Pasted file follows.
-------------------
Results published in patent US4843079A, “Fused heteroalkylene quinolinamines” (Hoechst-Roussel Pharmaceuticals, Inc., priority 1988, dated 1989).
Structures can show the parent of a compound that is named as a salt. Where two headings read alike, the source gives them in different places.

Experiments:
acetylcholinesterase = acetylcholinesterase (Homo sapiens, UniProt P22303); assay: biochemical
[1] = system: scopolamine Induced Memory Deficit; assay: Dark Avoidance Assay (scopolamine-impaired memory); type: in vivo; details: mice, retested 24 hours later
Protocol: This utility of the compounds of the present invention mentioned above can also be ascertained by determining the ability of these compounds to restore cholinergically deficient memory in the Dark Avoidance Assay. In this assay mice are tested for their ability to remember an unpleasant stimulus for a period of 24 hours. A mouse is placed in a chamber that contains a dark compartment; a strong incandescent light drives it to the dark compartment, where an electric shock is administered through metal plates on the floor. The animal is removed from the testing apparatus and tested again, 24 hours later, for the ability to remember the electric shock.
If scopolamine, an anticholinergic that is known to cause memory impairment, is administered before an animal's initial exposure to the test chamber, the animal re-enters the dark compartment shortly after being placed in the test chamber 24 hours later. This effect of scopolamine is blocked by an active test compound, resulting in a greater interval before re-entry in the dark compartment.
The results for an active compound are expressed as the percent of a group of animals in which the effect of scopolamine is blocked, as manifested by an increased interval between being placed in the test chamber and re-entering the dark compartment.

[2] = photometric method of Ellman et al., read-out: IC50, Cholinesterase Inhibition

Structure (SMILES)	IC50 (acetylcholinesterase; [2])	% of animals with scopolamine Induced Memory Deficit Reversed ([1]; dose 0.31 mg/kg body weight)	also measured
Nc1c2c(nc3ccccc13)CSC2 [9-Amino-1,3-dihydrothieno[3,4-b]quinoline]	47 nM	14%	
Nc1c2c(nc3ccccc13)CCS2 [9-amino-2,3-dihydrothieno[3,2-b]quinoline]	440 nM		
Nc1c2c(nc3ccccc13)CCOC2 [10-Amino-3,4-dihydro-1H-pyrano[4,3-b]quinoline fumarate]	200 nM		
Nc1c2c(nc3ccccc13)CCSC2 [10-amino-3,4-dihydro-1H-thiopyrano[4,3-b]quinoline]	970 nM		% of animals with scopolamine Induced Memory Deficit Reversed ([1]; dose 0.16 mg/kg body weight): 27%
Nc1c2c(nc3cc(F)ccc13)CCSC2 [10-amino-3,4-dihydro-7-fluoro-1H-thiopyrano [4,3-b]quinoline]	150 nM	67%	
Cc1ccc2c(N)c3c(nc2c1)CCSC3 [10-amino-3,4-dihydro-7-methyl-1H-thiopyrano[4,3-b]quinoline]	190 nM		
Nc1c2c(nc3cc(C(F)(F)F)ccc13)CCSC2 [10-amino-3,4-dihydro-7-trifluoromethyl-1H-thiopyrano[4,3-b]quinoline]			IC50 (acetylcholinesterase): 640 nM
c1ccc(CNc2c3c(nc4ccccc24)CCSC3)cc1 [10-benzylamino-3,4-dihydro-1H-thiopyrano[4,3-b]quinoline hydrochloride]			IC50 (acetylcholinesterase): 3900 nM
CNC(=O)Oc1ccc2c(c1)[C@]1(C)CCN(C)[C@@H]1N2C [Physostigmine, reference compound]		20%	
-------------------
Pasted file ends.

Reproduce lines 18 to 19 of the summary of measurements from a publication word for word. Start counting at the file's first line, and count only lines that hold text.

c1ccc(CNc2c3c(nc4ccccc24)CCSC3)cc1 [10-benzylamino-3,4-dihydro-1H-thiopyrano[4,3-b]quinoline hydrochloride]			IC50 (acetylcholinesterase): 3900 nM
CNC(=O)Oc1ccc2c(c1)[C@]1(C)CCN(C)[C@@H]1N2C [Physostigmine, reference compound]		20%	